It is frankly hard to know where to begin with this post. The past weeks have been brutal to get through. The second of my sons, my middle child, Nicholas, has been dealing with mental issues. First, when young, he was diagnosed with ADHD which morphed into a diagnosis of bipolar disorder when he was in his late teens. He grew and prospered for years until it cropped up once again in early January of this year and has escalated each month of this year. The two suicide attempts this month bring the total to eight for this year, per Nick. Honestly, I’ve lost count of the attempts since it takes an insurmountable amount of thought and support to deal with the aftermath. Adding to his own problems, he plied himself not only with prescribed medications, meant to give him stability, but also with other drugs and alcohol. Each suicide attempt was a call, a plea, for help.
Unfortunately, he currently resides in Missouri which with its bare bones cutbacks for mental health providers leaves them with a revolving door therapy practice. Notice to all lawmakers: Bringing in a suicidal patient and giving them two or three days to get themselves together before ushering them back out into the world along with prescriptions and group therapy doesn’t help. In Nicholas’ case, and I’m sure many others, it just made things worse. No one seems ready, willing, or able to take on this issue.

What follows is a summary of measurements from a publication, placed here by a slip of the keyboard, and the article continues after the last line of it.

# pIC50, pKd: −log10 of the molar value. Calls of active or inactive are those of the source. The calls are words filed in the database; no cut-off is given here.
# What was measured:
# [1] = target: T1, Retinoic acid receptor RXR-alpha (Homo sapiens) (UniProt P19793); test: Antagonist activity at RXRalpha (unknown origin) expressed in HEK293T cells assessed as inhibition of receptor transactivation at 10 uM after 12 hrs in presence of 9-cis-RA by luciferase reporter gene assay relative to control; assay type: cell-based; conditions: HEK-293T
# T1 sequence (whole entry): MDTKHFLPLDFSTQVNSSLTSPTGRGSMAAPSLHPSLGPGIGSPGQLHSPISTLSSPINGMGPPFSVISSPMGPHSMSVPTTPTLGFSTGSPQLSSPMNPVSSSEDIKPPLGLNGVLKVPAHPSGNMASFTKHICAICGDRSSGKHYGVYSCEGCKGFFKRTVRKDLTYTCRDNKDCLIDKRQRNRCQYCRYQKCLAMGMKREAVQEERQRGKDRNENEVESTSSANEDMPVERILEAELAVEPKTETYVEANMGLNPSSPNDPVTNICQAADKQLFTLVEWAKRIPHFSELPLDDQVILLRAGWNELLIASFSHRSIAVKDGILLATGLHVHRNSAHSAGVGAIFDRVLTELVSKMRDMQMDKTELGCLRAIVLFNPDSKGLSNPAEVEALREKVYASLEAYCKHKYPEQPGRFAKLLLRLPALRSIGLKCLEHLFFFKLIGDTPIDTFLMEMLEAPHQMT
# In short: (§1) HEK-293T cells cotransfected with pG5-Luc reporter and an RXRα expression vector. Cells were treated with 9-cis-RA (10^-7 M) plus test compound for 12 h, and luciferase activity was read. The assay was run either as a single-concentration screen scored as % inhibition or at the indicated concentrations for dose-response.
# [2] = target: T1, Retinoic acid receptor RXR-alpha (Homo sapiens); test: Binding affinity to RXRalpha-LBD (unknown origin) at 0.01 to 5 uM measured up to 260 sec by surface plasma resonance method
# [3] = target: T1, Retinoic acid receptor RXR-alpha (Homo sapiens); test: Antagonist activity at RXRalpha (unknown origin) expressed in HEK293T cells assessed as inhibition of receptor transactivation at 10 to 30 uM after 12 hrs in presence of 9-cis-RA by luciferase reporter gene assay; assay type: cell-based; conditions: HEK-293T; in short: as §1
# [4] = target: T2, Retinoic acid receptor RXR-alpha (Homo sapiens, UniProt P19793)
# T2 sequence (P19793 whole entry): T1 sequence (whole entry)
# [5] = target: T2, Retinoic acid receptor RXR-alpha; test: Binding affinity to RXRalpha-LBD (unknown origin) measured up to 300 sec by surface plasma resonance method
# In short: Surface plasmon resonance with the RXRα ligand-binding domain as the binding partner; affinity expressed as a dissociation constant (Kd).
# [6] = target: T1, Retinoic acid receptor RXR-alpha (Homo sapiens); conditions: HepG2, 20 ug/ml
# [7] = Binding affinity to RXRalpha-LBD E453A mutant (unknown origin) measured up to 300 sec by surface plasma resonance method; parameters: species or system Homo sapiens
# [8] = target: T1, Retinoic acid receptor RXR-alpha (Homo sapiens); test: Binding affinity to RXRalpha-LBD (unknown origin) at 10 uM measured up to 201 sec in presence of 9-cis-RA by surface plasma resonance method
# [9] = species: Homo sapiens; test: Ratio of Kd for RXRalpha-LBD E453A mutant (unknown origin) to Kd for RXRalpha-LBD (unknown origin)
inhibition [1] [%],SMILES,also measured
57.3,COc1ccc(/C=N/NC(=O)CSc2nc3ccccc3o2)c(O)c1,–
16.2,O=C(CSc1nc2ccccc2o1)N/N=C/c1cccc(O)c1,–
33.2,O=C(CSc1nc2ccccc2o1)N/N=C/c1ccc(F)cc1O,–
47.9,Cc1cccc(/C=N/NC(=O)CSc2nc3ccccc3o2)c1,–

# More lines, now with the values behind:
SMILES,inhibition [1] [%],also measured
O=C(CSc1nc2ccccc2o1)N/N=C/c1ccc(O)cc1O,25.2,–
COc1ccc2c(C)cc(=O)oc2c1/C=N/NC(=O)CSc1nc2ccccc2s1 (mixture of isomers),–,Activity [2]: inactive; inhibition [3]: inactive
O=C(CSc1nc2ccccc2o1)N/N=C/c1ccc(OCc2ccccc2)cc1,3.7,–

Rather, it goes on totally unnoticed until somebody goes out and shoots multiple people. Even then, we are so politically correct that we don’t raise the issue of mental illness and it’s destructive tendencies. Laws changed decades ago allowing those with a mental illness to do as they want effectively impeding parents and siblings from helping their stricken family members. More recently, legislators added the privacy laws which I’m sure had good in them initially, but have turned into a monster if one family member wants to help another over the age of eighteen.
Ironically, it is our family’s good fortune that Nicholas is self-destructive and not destructive toward others. However, his loss would scar our family for eternity. Usually, I would treat this entire situation with the privacy that I normally crave. But how much longer can we all keep quiet and look away while others are in such pain that they would commit suicide or kill others before killing themselves? What have we done? This affects everyone, if not today, then sadly, probably someday. Our laws aren’t written in granite; perhaps, some, if not many, should be reviewed and rescinded. The greater good has resonance today just as it did in yesteryear.
The good news is that my son has agreed to go to rehab and from there we can, hopefully, end this downward spiral. We are lucky that we can make these arrangements which give such hope. I worry for those who don’t have the resources or family support.